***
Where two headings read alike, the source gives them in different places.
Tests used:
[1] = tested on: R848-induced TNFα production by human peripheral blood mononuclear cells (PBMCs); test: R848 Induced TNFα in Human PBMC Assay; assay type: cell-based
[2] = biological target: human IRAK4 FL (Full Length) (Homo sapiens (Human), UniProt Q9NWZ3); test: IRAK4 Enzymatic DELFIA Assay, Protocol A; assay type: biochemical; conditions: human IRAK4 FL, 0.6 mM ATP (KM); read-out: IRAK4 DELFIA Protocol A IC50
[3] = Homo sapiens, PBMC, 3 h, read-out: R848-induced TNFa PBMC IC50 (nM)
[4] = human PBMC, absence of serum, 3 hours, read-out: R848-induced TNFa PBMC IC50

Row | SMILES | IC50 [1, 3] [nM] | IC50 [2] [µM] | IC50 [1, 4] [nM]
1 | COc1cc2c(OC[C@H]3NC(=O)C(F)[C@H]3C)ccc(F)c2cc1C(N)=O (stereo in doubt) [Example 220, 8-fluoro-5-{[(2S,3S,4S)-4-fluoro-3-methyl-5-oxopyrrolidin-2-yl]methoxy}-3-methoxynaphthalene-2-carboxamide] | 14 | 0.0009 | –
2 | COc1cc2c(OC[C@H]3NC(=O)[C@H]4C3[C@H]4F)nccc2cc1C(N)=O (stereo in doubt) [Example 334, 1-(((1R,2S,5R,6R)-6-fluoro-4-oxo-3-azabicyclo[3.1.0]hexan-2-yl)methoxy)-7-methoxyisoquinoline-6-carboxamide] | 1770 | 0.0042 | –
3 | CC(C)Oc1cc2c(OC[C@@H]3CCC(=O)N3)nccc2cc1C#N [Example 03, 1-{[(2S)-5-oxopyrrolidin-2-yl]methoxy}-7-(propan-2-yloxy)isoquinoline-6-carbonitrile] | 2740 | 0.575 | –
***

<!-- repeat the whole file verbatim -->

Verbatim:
Where two headings read alike, the source gives them in different places.
Tests used:
[1] = tested on: R848-induced TNFα production by human peripheral blood mononuclear cells (PBMCs); test: R848 Induced TNFα in Human PBMC Assay; assay type: cell-based
[2] = biological target: human IRAK4 FL (Full Length) (Homo sapiens (Human), UniProt Q9NWZ3); test: IRAK4 Enzymatic DELFIA Assay, Protocol A; assay type: biochemical; conditions: human IRAK4 FL, 0.6 mM ATP (KM); read-out: IRAK4 DELFIA Protocol A IC50
[3] = Homo sapiens, PBMC, 3 h, read-out: R848-induced TNFa PBMC IC50 (nM)
[4] = human PBMC, absence of serum, 3 hours, read-out: R848-induced TNFa PBMC IC50

Row | SMILES | IC50 [1, 3] [nM] | IC50 [2] [µM] | IC50 [1, 4] [nM]
1 | COc1cc2c(OC[C@H]3NC(=O)C(F)[C@H]3C)ccc(F)c2cc1C(N)=O (stereo in doubt) [Example 220, 8-fluoro-5-{[(2S,3S,4S)-4-fluoro-3-methyl-5-oxopyrrolidin-2-yl]methoxy}-3-methoxynaphthalene-2-carboxamide] | 14 | 0.0009 | –
2 | COc1cc2c(OC[C@H]3NC(=O)[C@H]4C3[C@H]4F)nccc2cc1C(N)=O (stereo in doubt) [Example 334, 1-(((1R,2S,5R,6R)-6-fluoro-4-oxo-3-azabicyclo[3.1.0]hexan-2-yl)methoxy)-7-methoxyisoquinoline-6-carboxamide] | 1770 | 0.0042 | –
3 | CC(C)Oc1cc2c(OC[C@@H]3CCC(=O)N3)nccc2cc1C#N [Example 03, 1-{[(2S)-5-oxopyrrolidin-2-yl]methoxy}-7-(propan-2-yloxy)isoquinoline-6-carbonitrile] | 2740 | 0.575 | –